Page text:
Birds are good round here. Cormorants may look black, but they're black and white and irridescent when you get a good view and they have strange heads and strange stances. They often present themselves perched on a highly textured beam or a yellow buoy, drying their wings like laundry on a line since they have no oil on their feathers. You can catch them juxtaposed with the bridge, or City Hall or a police launch or some other artefact they appear to be sneering at or haranguing. Pigeons are more handsome than you might think - bright eyes, handsome feathers when fluffed up for bathing or sex. It helps their interesting personalities that they are the next stage up from humans on the re-incarnation ladder; like us, but less litter.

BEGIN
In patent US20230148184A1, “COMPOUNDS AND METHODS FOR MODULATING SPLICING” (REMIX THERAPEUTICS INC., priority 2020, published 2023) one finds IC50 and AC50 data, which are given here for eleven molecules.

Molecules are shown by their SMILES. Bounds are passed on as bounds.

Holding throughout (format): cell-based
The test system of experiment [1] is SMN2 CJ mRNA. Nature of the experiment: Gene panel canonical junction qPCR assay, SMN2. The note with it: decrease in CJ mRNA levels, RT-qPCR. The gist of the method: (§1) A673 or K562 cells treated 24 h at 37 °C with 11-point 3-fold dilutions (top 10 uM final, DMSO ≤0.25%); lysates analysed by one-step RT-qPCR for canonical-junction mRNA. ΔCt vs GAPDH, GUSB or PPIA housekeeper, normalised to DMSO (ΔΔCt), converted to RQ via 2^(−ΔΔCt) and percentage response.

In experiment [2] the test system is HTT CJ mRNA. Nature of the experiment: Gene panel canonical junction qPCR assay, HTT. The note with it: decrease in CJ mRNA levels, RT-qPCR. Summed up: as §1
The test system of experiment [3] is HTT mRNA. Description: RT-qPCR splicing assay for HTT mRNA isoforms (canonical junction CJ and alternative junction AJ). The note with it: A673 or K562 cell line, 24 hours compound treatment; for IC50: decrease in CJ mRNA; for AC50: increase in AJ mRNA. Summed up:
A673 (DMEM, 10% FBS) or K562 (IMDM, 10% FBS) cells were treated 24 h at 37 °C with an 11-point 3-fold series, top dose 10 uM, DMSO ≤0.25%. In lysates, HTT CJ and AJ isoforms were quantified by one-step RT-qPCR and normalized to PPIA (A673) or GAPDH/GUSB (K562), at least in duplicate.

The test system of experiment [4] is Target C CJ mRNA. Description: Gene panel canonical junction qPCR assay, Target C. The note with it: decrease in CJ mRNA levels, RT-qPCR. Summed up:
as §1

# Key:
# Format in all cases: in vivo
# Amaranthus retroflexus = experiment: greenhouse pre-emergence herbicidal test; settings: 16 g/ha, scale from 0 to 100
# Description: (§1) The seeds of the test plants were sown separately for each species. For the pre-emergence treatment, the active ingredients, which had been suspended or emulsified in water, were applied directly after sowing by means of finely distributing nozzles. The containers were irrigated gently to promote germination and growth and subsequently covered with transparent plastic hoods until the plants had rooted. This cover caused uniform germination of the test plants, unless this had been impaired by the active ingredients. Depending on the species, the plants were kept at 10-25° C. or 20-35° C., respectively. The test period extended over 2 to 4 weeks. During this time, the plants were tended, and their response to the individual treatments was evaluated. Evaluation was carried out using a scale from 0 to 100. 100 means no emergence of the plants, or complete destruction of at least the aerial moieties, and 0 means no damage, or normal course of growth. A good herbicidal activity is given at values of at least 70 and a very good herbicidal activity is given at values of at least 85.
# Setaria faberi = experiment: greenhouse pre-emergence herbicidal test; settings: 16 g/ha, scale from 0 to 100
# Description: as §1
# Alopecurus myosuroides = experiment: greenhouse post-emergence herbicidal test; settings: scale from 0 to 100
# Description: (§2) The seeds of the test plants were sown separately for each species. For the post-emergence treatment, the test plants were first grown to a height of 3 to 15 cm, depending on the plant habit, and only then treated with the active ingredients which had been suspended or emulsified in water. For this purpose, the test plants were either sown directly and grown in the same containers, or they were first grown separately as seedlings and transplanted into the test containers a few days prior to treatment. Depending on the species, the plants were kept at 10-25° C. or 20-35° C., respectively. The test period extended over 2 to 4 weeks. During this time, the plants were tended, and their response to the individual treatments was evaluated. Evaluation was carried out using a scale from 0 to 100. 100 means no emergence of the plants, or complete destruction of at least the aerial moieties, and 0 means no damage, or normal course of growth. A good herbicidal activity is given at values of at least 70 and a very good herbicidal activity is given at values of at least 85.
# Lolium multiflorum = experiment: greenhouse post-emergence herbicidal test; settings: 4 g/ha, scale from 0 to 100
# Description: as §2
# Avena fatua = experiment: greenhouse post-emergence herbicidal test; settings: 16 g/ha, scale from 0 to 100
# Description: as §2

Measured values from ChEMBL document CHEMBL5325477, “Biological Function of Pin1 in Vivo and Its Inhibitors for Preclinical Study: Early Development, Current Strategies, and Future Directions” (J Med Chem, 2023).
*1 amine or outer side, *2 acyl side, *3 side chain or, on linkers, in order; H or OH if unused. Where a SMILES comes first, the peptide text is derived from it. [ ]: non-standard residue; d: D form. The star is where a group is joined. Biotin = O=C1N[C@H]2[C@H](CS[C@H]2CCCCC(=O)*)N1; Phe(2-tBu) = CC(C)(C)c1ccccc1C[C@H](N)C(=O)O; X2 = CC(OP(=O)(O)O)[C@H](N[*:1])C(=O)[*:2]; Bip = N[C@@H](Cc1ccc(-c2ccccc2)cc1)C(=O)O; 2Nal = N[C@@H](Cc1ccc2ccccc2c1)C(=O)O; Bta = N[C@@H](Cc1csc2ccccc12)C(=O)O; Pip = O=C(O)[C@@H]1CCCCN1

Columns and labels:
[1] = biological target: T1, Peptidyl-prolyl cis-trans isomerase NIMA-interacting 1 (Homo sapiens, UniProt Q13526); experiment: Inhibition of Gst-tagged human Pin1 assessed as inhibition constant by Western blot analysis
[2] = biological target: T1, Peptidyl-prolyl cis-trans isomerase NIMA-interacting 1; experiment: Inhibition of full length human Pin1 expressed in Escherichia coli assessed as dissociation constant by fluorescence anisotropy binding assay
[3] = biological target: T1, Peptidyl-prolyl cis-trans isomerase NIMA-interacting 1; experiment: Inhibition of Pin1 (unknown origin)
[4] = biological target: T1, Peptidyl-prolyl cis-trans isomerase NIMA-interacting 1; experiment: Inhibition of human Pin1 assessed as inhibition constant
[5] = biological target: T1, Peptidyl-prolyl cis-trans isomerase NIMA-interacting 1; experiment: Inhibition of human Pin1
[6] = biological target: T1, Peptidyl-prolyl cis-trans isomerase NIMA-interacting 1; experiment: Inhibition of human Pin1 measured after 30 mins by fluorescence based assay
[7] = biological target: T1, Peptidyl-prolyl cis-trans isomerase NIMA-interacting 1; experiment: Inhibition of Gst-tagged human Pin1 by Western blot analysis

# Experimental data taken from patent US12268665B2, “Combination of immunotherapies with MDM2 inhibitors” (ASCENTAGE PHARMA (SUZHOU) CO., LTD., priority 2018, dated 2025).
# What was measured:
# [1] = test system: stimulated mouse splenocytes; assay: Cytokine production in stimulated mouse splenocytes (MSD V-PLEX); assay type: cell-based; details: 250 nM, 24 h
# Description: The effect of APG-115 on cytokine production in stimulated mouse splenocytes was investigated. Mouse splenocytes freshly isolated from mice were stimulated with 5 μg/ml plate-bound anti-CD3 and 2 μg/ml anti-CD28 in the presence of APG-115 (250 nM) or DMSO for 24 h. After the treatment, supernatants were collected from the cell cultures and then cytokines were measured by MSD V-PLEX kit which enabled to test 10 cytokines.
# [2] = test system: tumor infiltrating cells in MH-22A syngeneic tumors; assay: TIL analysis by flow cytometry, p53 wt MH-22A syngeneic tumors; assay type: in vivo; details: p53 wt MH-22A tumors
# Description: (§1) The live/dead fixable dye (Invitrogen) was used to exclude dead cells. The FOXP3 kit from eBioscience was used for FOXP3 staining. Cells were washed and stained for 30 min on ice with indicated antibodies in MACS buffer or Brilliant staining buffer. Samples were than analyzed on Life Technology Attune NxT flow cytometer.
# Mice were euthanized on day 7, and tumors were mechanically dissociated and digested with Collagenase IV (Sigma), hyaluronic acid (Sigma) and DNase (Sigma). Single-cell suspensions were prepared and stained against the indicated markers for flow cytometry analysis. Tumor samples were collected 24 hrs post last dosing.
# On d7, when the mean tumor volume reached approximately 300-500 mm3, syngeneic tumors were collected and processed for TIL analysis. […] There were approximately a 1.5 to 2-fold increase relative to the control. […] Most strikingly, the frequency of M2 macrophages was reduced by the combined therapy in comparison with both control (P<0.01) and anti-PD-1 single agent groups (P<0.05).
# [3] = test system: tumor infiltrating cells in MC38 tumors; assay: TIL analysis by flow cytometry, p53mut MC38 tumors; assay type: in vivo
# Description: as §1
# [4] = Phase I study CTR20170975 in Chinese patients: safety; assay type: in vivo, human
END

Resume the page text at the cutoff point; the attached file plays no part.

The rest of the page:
More London has a reputation for harrassing photographers taking pictures of all the world-famous icons around, but I think it's unfair to call the security staff 'Morons'. Some of them, often African, are perfectly polite and smiley. Others, unfortunately, start citing laws they know nothing about and don't apply and make it harder to kowtow to what amounts to a breach of the peace when they try to obstruct innocent photography. One approach is simply to snap one of these surly actors if they refuse to get out of the frame. It's an amusing alternative to the standard Tower Bridge shot - Tower Bridge + surly security guard breaching the peace. Yes I know it's private property. They think that's a trump card in law, but it isn't.